The first countries to pass minimum wage laws were Australia in 1907 and the United States Congress in 1938. Fast forward to 2021, poverty remains a significant problem in these countries. Yet, we still have politicians pushing for something that does not work.
Minimum Wage and its potential trade-offs in Singapore
Loss of employment
When we look at introducing a binding national minimum wage, the first effect that comes to mind is an increased labour cost across all industries and sectors. When this happens, businesses that are unable to keep up with the costs will resort to retrenching some workers.
These retrenched workers either wind up unemployed or are forced to work odd jobs where they will earn lower wages. It is therefore not a coincidence that in countries with a legislated minimum wage, the minimum wage often co-exists with unemployment benefits schemes. This is because inevitably, the minimum wage will lead to loss of employment.
Widening national wage gap
The effect of workers made redundant because of the minimum wage is to further widen the national wage gap. This follows from the loss of employment or reduced income when one has to settle for odd jobs. Thus, contrary to expectation, income inequality is not narrowed by a national minimum wage. It is further exacerbated by the minimum wage.
While it may be true that a minimum wage can reduce labour turnover, there is also a fall in job vacancies due to reduced labour demand as employers will seek to reduce labour costs arising from the minimum wage.
Small and medium-sized enterprises most impacted by a national minimum wage
The impact of a national minimum wage will be felt most by small and medium-sized enterprises. Being small, they have the least ability to absorb higher costs. Many may not be able to sustain the viability of their business should they keep all their employees.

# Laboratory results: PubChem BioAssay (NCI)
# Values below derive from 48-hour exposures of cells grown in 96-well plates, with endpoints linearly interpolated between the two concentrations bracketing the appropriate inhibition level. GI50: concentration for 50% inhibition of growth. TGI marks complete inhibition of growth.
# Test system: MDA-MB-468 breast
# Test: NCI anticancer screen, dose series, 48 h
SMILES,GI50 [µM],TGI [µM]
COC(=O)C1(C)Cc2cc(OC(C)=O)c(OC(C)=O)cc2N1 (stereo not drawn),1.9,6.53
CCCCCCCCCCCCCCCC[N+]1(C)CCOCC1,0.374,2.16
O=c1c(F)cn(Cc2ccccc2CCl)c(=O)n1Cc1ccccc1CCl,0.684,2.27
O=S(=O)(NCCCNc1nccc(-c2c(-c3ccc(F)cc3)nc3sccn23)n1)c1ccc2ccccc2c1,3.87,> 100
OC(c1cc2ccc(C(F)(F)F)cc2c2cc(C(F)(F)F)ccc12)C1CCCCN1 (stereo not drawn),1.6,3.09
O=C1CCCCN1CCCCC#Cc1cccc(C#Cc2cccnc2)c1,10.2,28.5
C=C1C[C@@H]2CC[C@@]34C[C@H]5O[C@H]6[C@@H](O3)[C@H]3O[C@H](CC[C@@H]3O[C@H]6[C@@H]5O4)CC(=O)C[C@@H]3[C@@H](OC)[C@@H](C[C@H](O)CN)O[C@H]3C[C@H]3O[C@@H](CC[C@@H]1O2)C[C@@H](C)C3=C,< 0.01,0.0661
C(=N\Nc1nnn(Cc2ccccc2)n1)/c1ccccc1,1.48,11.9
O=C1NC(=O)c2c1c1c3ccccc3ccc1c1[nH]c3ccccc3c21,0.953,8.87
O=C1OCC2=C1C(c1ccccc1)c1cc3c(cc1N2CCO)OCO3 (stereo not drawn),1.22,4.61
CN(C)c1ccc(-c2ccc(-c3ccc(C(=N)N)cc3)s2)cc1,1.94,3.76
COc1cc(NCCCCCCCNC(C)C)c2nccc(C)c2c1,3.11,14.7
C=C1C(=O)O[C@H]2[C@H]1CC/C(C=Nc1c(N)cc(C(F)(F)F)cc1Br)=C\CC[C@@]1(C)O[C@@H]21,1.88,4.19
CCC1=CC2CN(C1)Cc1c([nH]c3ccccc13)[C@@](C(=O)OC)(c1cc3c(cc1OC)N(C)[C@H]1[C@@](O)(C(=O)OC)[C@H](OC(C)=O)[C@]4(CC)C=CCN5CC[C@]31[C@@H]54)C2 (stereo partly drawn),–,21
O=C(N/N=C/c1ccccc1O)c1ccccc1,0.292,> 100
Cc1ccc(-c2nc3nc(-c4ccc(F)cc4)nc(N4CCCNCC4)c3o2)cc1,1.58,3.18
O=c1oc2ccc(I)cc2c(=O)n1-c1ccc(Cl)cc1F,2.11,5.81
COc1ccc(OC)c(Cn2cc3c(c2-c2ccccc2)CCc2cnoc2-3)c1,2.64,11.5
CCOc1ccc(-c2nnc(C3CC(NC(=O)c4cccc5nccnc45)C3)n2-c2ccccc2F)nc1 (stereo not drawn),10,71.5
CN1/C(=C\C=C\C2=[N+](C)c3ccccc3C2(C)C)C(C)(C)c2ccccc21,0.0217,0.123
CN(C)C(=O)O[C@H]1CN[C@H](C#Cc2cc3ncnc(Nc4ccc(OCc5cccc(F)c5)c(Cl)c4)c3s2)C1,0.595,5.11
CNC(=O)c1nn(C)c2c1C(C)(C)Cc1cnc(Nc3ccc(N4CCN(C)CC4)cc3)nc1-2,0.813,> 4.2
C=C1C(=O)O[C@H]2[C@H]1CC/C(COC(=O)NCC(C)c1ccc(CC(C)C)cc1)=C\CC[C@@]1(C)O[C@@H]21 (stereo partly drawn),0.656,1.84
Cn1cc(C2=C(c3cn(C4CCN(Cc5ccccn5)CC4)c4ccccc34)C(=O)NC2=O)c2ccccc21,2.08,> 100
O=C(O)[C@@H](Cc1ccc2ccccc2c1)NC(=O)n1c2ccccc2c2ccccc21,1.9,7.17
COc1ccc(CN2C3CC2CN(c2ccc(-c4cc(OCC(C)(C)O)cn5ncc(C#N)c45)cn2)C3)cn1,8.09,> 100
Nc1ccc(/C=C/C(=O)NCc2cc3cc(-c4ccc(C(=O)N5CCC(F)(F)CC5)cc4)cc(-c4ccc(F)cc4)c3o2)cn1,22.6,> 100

Unemployment benefits and work ethic
Work ethic has been the bedrock of Singapore’s economic success and remains fundamental. This is why instead of unemployment benefits, there is the Workfare Income Supplement Scheme. The scheme supplements the income of those with small salaries. It thus encourages a low wage worker to actively look for work. In short, it rewards work.
Imagine the consequences if unemployment benefits are introduced in Singapore. Worse, if the benefits are generous enough to help people get by, some may choose not to work or delay actively look for a job until they run out of benefits. This will lead to an erosion in work ethic. Then there is the question of funding. Are Singaporeans willing to pay higher taxes to fund unemployment benefits?
The best form of welfare is employment
This is not to say that there is no place for unemployment benefits. Unemployment benefits have a role IF there is widespread unemployment. In such a scenario where a large number of people are unemployed, it may be necessary to have some form of unemployment benefits to tide people over until enough jobs are created for their employment.
But unemployment in Singapore is low and remains low even in this pandemic. The government intends to keep it low by investing in workers through skill-training and upgrading to ensure that workers remain relevant and employable. This is good for workers as the best form of welfare is employment. This is why the Workfare Income Supplement scheme (which encourages work) is complemented by the Workfare Skills Support scheme which encourages workers to go for training to improve their skills. The training courses are highly subsidised.